State asks for security money
By Derrick DePledge
Advertiser Washington Bureau
WASHINGTON Hawai'i lawmakers have appealed to the Bush administration not to overlook the Islands when it comes to federal money for homeland security.
The state's terrorism threat level remains below the national level, and state leaders emphasize that Hawai'i does not face the same risks as other parts of the country, but state lawmakers contend that national symbols such as Pearl Harbor and other strategic military facilities need protection.
The Bush administration said yesterday it would immediately release $100 million for homeland security in New York, Washington, D.C., Los Angeles, Seattle, Chicago, San Francisco and Houston.
House and Senate negotiators also are reviewing an emergency spending bill for the war in Iraq that includes as much as $700 million this year in homeland security money for high-risk cities, $1.5 billion in grants to state and local law enforcement, and $450 million for security expenses such as overtime costs during terrorism alerts.
Rep. Ed Case, D-Hawai'i, said the Bush administration consistently has shortchanged homeland security needs since the Sept. 11 terrorist attacks.
"Hawai'i has real needs that are not being met," Case said. "This administration has not been sensitive to the states and counties in terms of homeland security."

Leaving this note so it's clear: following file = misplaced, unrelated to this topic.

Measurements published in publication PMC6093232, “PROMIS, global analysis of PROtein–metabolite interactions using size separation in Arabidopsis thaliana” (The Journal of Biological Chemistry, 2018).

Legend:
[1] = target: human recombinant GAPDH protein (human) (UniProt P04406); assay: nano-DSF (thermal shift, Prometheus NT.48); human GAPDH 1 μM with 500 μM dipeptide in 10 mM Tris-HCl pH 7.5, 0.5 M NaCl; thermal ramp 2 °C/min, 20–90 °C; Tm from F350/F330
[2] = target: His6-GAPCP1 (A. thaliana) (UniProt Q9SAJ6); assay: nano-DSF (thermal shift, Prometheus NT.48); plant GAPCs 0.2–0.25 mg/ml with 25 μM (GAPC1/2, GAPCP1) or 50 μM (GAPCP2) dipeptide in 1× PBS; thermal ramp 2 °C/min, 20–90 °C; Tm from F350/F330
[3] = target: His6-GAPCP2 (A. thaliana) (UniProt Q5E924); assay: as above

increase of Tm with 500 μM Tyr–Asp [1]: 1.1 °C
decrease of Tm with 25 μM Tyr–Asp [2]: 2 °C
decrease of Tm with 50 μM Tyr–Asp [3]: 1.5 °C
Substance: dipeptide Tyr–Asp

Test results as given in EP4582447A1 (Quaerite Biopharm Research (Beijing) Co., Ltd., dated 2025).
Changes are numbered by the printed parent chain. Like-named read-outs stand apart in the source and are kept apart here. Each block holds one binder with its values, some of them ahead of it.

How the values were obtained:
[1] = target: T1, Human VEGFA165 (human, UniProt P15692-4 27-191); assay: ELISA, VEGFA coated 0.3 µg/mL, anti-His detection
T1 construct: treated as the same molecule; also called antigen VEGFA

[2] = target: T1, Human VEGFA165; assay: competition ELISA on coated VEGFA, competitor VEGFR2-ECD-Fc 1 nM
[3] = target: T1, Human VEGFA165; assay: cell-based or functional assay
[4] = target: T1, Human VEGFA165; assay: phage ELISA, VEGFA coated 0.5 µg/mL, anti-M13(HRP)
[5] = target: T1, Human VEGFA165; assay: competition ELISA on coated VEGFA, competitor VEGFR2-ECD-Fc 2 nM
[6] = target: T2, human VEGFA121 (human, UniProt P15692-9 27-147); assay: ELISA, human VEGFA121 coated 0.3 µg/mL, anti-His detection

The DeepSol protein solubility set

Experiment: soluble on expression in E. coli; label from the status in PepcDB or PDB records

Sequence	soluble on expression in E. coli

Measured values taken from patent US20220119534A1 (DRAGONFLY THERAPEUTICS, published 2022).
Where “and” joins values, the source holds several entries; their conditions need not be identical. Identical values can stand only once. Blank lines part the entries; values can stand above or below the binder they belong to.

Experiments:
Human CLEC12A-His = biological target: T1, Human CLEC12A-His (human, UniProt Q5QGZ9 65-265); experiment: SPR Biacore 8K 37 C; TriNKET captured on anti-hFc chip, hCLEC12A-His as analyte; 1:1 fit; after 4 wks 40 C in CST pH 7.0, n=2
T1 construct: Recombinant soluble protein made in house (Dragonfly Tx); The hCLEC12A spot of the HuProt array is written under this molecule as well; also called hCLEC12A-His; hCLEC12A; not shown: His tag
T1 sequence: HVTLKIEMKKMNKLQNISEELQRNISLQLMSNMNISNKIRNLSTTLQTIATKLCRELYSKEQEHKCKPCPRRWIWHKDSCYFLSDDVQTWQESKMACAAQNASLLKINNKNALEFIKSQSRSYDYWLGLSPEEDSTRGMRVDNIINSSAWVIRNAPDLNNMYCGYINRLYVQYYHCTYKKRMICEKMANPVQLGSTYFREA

In a letter to the House Appropriations Committee's homeland security subcommittee, the congressman outlined more than $190 million in direct security needs for Hawai'i. The requests include $113.9 million for airport improvements, $22.5 million for energy, water, electric, chemical, gas and wastewater security and $5 million for harbor security.
"It's not a wish list," Case said, adding that local law enforcement agencies are now expected both to fight crime and protect against terrorism. "Something has to give."
In a separate letter to Homeland Security Secretary Tom Ridge, Rep. Neil Abercrombie, D-Hawai'i, described more than $104 million in security expenses for police, fire, civil defense and emergency services on O'ahu alone, including the costs of providing extra security around military facilities.
"There are simply not sufficient funds locally or at the disposal of the state to provide the required level of security and protection," Abercrombie wrote.
Maj. Charles Anthony, a spokesman for the state Department of Defense, said the security burden has had more of an immediate impact on local than state law enforcement agencies.
Hawai'i's terrorism threat level is at yellow, for elevated risk, while the federal government is at orange, for high risk, which Gov. Linda Lingle has said reflects the danger to the Islands. But facilities in Hawai'i that are under federal security, such as military bases and the airport, are at orange.
Hawai'i lawmakers will try to obtain homeland security money for the state as Congress considers annual spending bills for the next fiscal year, but they are competing with other states also seeking more federal money.
"I don't think we're all that different from the rest of the country when it comes to security risks," Case said.
John Machacek of Gannett News Service contributed to this report.